Are there infinitely many integer positive cubes $x^3 = a^3 + b^3 + c^3$ that are equal to the sum of three integer positive cubes? If not, how many of them are there?

4$\begingroup$ This seems to be an improved version of your previous question. Maybe you could include into the question some examples of what you would consider satisfactory answer to "how much". (For example, asymptotic density or some asymptotic estimate for the counting function?) $\endgroup$– Martin SleziakJan 3, 2022 at 9:48

10$\begingroup$ If you don't require coprimeness, then one solution leads to infinite solutions. $\endgroup$– ZeroxJan 3, 2022 at 9:49

5$\begingroup$ @MartinSleziak, the question seems to be "infinite, or finite and how many?"; and, if finite, then the format expected in the answer to "how many" seems unambiguous. (But, since @joro's answer shows that there are infinitely many, now perhaps @user473935 wants to ask one of your suggested refinements separately.) $\endgroup$– LSpiceJan 3, 2022 at 14:06

$\begingroup$ The values of x are in oeis.org/A023042. See also the reference in oeis.org/A003072 . $\endgroup$– R. J. MatharJan 5, 2022 at 15:08
6 Answers
There are bivariate coprime polynomial parametrizations: https://sites.google.com/site/tpiezas/010:
$$(a^42ab^3)^3 + (a^3 b+b^4)^3 + (2a^3 bb^4)^3 = (a^4+a b^3)^3.$$
Added If you drop the positivity constraint then there is another identity for $x=v^4$:
$$v^{12}=(v^4)^3=(9u^4)^3+(3uv^39u^4)^3+(v(v^39u^3))^3.$$
I believe, but can't find it at the moment, that for all positive $x$ there exist integers $a$, $b$, $c$ such that $x^3=a^3+b^3+c^3$.

$\begingroup$ Does "can't find it at the moment" mean "can't prove it at the moment"? Without the positivity constraint, writability as a sum of three cubes is conjectured (or at least asked) for all integers, not just cubes. $\endgroup$– LSpiceOct 9, 2023 at 16:36

$\begingroup$ Doesn't the statement for positive $x$ immediately imply it for all $x$? One can just reverse the signs of $a, b, c$... $\endgroup$ Oct 9, 2023 at 18:48
The answer can also be found in Section 21.11 of HardyWright: An introduction to the theory of numbers. More precisely, it is proved there that any twelfth power $n^{12}$ can be expressed as a sum of three positive cubes in at least $[9^{1/3}n]$ ways. The underlying identity (21.11.4) is due to Gérardin (1912) as one learns from the notes to Chapter 21.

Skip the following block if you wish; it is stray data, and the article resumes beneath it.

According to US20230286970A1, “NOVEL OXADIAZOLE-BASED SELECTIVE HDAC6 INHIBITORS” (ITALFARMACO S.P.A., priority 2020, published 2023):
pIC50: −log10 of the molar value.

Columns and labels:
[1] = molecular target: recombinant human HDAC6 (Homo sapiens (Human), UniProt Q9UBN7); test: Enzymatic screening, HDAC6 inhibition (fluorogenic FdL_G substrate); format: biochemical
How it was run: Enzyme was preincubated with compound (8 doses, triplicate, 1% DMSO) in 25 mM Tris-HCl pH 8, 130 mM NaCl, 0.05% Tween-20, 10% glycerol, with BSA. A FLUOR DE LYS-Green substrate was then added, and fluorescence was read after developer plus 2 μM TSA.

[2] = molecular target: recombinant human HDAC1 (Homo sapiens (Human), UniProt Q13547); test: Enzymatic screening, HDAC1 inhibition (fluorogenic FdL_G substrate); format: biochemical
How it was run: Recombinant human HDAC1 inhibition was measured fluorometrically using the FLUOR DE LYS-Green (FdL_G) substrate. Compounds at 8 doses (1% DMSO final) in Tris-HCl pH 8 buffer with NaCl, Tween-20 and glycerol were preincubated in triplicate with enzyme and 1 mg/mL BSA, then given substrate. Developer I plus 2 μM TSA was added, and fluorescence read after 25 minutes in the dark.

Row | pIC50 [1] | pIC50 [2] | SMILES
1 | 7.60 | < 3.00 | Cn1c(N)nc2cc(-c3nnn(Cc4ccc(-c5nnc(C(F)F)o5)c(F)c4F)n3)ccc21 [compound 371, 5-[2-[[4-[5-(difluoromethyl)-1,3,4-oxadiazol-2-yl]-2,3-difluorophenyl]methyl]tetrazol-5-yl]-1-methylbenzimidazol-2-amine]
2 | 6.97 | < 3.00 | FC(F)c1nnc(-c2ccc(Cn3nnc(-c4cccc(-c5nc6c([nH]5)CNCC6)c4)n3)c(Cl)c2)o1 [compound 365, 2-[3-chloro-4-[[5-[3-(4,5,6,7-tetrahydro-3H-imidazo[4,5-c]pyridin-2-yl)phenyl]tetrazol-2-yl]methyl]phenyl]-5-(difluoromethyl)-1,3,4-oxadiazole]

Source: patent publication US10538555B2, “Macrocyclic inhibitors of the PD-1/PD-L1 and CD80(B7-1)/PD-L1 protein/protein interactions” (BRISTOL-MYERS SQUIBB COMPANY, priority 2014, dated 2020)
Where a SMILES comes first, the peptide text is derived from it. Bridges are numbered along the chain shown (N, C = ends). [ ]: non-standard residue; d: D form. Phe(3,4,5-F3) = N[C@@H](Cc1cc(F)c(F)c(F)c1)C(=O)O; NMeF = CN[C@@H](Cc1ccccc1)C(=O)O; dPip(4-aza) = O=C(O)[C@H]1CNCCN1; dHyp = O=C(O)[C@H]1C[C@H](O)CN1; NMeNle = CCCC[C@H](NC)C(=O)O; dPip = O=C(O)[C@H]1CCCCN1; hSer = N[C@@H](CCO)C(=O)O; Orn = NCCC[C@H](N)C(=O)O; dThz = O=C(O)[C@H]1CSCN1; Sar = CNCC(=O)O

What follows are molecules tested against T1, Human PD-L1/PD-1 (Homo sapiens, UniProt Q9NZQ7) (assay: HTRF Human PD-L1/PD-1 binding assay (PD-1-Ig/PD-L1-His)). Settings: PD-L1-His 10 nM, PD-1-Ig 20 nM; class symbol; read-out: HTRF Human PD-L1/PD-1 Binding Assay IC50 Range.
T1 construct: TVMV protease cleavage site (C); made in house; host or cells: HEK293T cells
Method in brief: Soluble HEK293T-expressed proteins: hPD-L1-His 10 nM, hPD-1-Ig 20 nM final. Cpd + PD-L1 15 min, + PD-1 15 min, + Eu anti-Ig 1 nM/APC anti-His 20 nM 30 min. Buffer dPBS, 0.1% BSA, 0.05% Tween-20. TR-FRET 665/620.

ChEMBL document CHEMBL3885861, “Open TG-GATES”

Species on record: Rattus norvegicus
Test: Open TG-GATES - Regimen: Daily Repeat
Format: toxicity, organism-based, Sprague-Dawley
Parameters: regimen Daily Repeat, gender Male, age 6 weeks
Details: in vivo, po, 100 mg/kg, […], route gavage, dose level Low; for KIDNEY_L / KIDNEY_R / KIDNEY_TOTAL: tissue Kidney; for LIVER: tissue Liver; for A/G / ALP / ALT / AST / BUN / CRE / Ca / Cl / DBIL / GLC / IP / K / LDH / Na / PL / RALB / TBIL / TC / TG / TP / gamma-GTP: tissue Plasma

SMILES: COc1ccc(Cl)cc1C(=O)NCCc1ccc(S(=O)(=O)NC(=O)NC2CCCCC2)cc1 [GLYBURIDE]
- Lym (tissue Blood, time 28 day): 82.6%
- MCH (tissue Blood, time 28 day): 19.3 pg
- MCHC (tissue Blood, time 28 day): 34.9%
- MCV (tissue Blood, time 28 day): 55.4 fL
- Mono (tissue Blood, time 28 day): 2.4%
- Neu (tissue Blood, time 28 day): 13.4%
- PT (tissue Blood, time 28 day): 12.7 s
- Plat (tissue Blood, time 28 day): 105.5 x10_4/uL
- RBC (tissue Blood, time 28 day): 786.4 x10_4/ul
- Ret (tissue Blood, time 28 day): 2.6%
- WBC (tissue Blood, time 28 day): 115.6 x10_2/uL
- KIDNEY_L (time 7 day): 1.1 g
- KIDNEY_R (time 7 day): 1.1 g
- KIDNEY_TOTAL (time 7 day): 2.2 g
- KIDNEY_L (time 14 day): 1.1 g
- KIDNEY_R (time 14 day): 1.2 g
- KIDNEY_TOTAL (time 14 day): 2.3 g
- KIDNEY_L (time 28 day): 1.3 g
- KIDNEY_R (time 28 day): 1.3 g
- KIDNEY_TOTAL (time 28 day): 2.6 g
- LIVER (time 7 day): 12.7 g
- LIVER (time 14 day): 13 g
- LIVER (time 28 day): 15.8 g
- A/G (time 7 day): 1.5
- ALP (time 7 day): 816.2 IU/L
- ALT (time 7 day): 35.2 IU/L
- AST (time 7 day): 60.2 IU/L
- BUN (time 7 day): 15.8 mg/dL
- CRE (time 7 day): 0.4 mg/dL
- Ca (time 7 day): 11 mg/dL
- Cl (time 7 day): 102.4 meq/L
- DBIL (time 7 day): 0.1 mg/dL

Here is a more geometric answer. Firstly it makes the most sense to view this as a surface $S \subset \mathbb{P}^3_{\mathbb{Q}}$ in projective $3$space. In which case integer solutions are the same as rational solutions as we are using homogeneous coordinates.
It is wellknown and very classical that the surface $S$ is rational over $\mathbb{Q}$, i.e. birational to $\mathbb{P}^2_{\mathbb{Q}}$. This is the geometric way to phrase some of the other answers which talk about parametrising solutions. There are purely geometric proofs of this which don't require explicit formulas, but you can find formulas e.g. here https://people.math.harvard.edu/~elkies/4cubes.html.
As $S$ is rational it satisfies weak approximation. This in particular implies that $S(\mathbb{Q})$ is dense in $S(\mathbb{R})$, where $S(\mathbb{R})$ is viewed as a real manifold.
It thus follows that any real solution to the equation can be arbitrarily well approximated by a rational solution. So for any real solution with $x,a,b,c$ positive you can find a rational solution which approximates it. Thus in a precise sense, there are incredibly many solutions to this equation with the sought after properties.
Ajai Choudhry has given a general solution for a cube represented as sum of three positive cubes.
His solution given in equation (14) of the paper is valid for all positive integers $(a,b,c)$ where $a>b$. Since there are infinitely many such triples, it is easy to see then that your equation will have infinitely many solutions.

$\begingroup$ Signature at the end of the paper: Ambassador, Embassy of India, Kantari Street, Sahmarani Building, P.O. Box 1135240, Beirut, Lebanon $\endgroup$ Jan 12, 2022 at 13:22

$\begingroup$ @GH from MO, Author of paper, Ajai Choudhry's email info is, [email protected]. His address is, 13/4 Clay square, Lucknow, UP, 226001,India. He has also posted on arxiv.org. $\endgroup$– RemyJan 13, 2022 at 11:25

1$\begingroup$ I just found it nice that an ambassador published mathematics. $\endgroup$ Jan 13, 2022 at 12:24

2$\begingroup$ @GH from MO. Mathematician Ajai Choudhry going from being a diplomat to being a mathematician is an interesting story told by George Szpiro in his book Mathematical Medley the link is here books.google.com.au/… and the list of his math papers are given here, zh.booksc.eu/g/Ajai%20Choudhry $\endgroup$– RemyJan 14, 2022 at 1:23

2$\begingroup$ @GH from MO. The link for the book by Sziro was pasted wrong but is shown again. books.google.com.au/… $\endgroup$– RemyJan 14, 2022 at 9:39
There is a parametric solution of $w^3=x^3+y^3+z^3$ with second degree where $s^3=p^3+q^3+r^3$ as follows.